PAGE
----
Kirk Fiereck

Fiereck

 


 

Kirk Fiereck
Research Associate, Alice Paul Center

 

I received an M.Phil. and Ph.D. from Columbia University in Medical Anthropology from the Department of Sociomedical Sciences. I also have an M.P.H. from Johns Hopkins Bloomberg School of Public Health. I have significant research experience in southern and east Africa, specifically in South Africa and Kenya. A former Andrew Mellon Postdoctoral Fellow in Sexuality Studies at APC/GSWS (2014-2016), Dr. Fiereck is currently a Visiting Research Fellow, Amsterdam Institute for Social Science Research at the University of Amsterdam.

Based on more than two years of ethnographic research in South Africa, my book, “Authenticating Sexuality: Sexual Ideology and HIV Science in South Africa,” examines how black South Africans produce new forms of hybrid queer personhood through the juxtaposition of multiple gender and sexual identities. In doing so, they rearticulate discourses of cultural authenticity and scientific rationality about “African sexuality.” For instance many young gay Xhosa men partake in Xhosa male initiation rituals in order to establish themselves as gay men, not women or boys, in the eyes of traditionalists. The meanings produced through these practices challenge the normative relations of sex and gender within Xhosa and medical cultures. Thus, they renegotiate the putative boundaries of ethnic identities and liberal medical cultures, which have renewed political significance in post-apartheid South Africa’s age of AIDS. I also trace how global health workers within LGBTQ organizations foreground race while deemphasizing ethnicity when they address health inequalities among black queer groups. In contrast to much queer anthropology and global health scholarship, my work my work shows how LGBTQ and gender nonconforming South Africans are reengaging with fields of customary meaning to rearticulate both ethnic and liberal spheres of cultural existence. This approach enables me to contribute to emerging anthropological scholarship around the under-acknowledged reemergence of ethnic politics globally from the perspective of South Africa, and why it has ethical significance for global health knowledge production. My research and writing have been supported by the U.S. Department of Education Fulbright-Hays and Foreign Language and Area Studies (FLAS) programs as well as by a National Institute of Mental Health (NIMH) Ruth L. Kirschstein National Research Service Award (NRSA) Fellowship, and, currently, by the Andrew Mellon Postdoctoral Fellowship in Sexuality and Queer Studies at the University of Pennsylvania.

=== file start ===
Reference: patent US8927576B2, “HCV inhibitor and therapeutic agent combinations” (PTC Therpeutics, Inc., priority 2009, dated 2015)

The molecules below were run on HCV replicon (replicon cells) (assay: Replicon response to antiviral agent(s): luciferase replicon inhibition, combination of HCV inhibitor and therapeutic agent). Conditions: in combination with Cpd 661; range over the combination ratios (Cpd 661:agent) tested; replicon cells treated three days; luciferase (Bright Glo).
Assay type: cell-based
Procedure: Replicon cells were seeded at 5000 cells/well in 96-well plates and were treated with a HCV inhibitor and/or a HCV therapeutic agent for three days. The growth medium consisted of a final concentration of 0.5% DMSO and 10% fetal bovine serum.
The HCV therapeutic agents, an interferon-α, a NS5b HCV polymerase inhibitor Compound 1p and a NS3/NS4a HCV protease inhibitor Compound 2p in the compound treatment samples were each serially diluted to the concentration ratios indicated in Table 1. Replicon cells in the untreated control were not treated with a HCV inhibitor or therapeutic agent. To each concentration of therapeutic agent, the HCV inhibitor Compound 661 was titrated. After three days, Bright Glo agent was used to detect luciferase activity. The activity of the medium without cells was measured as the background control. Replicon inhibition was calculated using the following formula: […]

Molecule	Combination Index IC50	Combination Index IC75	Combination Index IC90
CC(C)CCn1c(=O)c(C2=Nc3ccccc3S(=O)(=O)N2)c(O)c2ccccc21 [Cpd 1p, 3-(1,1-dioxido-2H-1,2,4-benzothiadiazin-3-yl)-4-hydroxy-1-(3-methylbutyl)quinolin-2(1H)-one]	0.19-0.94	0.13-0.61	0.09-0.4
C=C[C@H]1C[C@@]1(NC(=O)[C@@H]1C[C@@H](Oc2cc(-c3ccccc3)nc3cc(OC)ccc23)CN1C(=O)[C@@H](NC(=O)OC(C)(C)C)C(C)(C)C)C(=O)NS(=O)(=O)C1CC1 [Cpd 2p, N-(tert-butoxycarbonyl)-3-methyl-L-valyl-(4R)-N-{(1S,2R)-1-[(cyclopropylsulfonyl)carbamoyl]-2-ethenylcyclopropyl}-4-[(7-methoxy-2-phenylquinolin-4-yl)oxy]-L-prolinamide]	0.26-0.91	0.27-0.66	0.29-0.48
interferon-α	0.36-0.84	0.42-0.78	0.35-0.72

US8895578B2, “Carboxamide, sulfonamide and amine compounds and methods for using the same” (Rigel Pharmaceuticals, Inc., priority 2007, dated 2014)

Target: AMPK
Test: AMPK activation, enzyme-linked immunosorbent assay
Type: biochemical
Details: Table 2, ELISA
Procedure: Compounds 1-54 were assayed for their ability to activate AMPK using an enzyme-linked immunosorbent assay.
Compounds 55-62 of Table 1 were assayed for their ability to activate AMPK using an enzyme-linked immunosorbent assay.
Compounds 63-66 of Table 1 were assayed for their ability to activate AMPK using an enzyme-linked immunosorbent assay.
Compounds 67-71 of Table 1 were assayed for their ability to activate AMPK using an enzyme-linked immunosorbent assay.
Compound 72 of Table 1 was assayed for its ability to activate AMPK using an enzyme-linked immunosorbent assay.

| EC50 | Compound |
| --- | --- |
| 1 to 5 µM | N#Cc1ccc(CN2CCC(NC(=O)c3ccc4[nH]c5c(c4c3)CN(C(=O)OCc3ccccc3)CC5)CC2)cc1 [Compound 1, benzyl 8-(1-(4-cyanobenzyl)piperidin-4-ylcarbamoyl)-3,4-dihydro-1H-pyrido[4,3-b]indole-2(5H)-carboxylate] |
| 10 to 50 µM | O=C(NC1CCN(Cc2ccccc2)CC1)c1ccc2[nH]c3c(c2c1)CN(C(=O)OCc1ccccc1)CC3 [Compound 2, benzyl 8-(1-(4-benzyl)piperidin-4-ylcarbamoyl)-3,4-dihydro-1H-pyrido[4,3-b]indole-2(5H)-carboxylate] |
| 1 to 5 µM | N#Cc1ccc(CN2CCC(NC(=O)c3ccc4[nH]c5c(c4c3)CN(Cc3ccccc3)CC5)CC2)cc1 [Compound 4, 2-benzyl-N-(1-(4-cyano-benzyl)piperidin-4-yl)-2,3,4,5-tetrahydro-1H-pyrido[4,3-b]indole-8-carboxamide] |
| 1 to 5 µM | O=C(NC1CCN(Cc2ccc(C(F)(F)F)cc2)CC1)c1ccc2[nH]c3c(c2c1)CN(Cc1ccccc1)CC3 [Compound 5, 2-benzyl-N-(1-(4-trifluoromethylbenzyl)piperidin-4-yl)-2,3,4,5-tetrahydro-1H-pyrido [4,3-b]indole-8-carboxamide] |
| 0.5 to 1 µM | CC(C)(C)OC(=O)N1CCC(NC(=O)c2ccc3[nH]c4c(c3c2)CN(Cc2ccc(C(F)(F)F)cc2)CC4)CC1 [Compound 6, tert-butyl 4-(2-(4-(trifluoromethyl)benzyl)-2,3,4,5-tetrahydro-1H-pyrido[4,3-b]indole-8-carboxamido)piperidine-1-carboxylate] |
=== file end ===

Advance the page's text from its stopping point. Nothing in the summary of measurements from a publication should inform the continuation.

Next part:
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The Gender, Sexuality and Women's Studies Program at the University of Pennsylvania

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